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Tamara Tanney got tired of waiting for a new Tesla, so she asked for a refund of her $1,000 deposit. It’s been a year since the Toronto-based digital strategist canceled her fully refundable order, and the money still hasn’t shown up in the financial statements she regularly checks.

“If this is the service you get as a new client, I can’t imagine the kind of service you would get as a current customer,” said Tanney, 23, who is no longer interested in owning a Tesla.

Seventeen people interviewed for this story described months of effort to get Tesla Inc. to refund their deposits. The timing of their experiences overlapped with a chaotic period for the company, which initially struggled to mass-produce cars, then broke through to more than triple deliveries of its electric vehicles last year.

Despite all its progress in 2018, Tesla finished the year with almost $800 million in customer deposits on its books. Legions of would-be customers are still waiting on cheaper Model 3 sedans and a Solar Roof product Chief Executive Officer Elon Musk hyped more than two years ago.

A Tesla spokeswoman said anytime the company gets a refund request, it works to process it as quickly as it can. She declined to say how many refunds the electric-car maker has been processing or how long it’s taking on average to resolve requests.

Musk, 47, called improving service in North America the “No. 1” priority for this year during a Jan. 30 earnings call. He didn’t specifically speak about deposit-holder repayments.

Tesla doesn’t break down how much of the customer deposits on its balance sheet are for its vehicles or for energy products including the Solar Roof. It took in hundreds of millions of dollars in 2016 for the Model 3, a car Musk said would be sold at a starting price of $35,000. Three years later, the cheapest version of the sedan available is $42,900.

Customer deposits are categorized as liabilities on Tesla’s balance sheet, meaning it’s effectively served as an interest-free form of borrowing.

“Similar to using launches of a car two or three years before it actually hits the road, and using that as a source of crowd funding, they’ve done that with deposits,” said Jeffrey Osborne, an analyst at Cowen & Co. who has the equivalent of a sell rating on Tesla.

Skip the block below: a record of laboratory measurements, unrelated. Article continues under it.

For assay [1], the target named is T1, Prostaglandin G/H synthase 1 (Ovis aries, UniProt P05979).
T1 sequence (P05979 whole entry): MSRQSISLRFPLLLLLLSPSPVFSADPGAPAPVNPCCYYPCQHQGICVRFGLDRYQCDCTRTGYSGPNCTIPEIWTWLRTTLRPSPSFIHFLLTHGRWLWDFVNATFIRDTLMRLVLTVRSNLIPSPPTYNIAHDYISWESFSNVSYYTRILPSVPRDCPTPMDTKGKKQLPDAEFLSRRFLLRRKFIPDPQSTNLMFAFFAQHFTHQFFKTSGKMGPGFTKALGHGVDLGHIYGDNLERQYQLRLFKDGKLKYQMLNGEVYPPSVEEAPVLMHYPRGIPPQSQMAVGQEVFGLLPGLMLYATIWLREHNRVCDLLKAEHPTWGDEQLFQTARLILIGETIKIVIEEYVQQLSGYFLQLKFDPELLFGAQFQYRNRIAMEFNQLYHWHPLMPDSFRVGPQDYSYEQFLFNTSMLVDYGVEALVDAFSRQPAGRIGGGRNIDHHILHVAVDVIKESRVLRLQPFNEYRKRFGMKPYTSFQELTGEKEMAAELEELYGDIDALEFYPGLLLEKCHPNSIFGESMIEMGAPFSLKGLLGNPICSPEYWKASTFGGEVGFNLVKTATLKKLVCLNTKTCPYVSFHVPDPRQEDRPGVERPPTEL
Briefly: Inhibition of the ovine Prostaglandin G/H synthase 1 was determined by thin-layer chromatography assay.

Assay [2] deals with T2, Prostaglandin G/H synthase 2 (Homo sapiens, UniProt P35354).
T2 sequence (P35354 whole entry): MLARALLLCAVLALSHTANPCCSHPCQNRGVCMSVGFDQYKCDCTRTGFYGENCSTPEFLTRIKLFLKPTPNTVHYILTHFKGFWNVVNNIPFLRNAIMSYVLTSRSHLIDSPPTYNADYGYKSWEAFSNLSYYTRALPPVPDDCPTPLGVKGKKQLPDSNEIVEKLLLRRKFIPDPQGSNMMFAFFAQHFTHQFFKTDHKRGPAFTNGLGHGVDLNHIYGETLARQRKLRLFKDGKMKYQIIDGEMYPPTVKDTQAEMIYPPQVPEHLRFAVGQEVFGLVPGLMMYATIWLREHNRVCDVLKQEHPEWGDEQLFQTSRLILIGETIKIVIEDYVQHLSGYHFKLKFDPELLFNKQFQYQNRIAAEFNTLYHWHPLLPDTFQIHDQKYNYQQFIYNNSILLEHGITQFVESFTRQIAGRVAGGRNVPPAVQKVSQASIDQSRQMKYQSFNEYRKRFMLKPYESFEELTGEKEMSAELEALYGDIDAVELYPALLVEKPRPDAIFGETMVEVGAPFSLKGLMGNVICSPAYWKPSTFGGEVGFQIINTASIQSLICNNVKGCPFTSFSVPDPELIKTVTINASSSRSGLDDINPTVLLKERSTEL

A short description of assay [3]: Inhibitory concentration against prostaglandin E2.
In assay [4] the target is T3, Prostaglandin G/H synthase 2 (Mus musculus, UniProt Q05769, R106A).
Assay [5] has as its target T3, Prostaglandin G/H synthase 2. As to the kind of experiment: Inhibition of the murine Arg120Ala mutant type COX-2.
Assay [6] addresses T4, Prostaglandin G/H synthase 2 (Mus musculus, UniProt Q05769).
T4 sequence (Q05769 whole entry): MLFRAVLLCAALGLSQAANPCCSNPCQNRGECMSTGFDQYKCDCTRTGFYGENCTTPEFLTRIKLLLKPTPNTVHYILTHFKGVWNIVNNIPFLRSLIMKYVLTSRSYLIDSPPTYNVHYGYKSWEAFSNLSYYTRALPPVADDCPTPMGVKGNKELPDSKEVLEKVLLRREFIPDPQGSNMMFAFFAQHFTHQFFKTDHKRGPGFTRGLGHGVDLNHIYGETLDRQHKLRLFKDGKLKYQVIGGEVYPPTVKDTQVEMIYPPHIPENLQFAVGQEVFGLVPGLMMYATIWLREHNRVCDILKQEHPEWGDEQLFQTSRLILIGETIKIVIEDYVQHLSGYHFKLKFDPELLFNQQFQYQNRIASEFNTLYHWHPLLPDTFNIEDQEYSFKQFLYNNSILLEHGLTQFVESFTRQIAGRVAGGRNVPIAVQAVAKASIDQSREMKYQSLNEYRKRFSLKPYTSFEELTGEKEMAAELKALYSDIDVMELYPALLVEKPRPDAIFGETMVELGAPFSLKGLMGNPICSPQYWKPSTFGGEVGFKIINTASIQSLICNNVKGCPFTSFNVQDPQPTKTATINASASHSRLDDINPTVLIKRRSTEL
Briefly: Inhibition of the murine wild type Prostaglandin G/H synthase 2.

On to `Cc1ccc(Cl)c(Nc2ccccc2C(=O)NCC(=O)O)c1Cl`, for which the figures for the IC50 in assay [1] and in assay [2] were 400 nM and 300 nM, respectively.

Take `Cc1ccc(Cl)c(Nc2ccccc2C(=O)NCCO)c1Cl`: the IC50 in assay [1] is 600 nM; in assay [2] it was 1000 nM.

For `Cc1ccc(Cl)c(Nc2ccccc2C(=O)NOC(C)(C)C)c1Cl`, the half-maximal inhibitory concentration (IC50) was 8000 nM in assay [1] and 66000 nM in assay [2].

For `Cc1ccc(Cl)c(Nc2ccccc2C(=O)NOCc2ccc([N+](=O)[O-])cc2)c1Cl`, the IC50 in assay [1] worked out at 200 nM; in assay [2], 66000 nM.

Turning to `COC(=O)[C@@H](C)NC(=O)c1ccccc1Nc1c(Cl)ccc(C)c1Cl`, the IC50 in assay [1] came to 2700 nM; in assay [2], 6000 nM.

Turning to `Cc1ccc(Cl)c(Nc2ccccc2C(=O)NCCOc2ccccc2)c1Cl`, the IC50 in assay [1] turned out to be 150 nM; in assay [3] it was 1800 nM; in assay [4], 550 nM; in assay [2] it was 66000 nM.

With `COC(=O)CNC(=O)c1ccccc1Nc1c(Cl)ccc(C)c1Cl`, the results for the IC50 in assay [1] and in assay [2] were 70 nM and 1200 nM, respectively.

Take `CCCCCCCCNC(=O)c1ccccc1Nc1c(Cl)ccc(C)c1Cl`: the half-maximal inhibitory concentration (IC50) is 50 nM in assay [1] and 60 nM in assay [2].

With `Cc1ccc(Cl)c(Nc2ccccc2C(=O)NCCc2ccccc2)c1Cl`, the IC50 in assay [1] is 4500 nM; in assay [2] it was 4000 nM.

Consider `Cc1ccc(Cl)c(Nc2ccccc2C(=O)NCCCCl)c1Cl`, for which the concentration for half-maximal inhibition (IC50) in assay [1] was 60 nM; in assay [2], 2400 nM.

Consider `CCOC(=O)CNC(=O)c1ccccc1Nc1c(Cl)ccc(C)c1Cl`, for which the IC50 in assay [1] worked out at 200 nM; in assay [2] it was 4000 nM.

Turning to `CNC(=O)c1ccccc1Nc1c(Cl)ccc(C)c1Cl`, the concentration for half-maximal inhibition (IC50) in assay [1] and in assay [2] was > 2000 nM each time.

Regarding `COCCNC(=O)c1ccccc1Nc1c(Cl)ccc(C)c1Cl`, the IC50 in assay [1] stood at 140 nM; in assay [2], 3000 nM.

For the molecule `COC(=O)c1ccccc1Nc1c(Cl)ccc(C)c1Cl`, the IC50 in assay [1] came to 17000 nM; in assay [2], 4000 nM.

Some of Tesla’s customers who complained in interviews about how long it took for the company to grant a refund did eventually receive their money back. Raj Armani, a 40-year-old internet entrepreneur, said he waited 183 days to recoup a deposit he initially made in April 2016.

“It was so hard to get an answer or a status,” said Armani, who asked for his deposit back in August. “They always say they’ll get back to you but never do.” He received an express-mailed check for the full amount in February.

Would-be customers described a process involving unanswered calls and emails to Tesla customer-service representatives. Rich Zeoli, a talk-radio show host in Philadelphia, said he called, emailed and tweeted at the company for information about the status of a refund for six months before finally disputing the charge with PayPal.

“Tesla just stopped communicating with me altogether,” Zeoli said.

Gautam Pasupuleti, 43, an architecture manager at a regional bank in Lancaster, Pennsylvania, and a Tesla shareholder, said it took him more than six months to get a $1,000 deposit back for his roof pre-order placed in 2017.

“I am disappointed by the service, and frankly, that’s the part that scares me from buying a Tesla myself,” Pasupuleti said.

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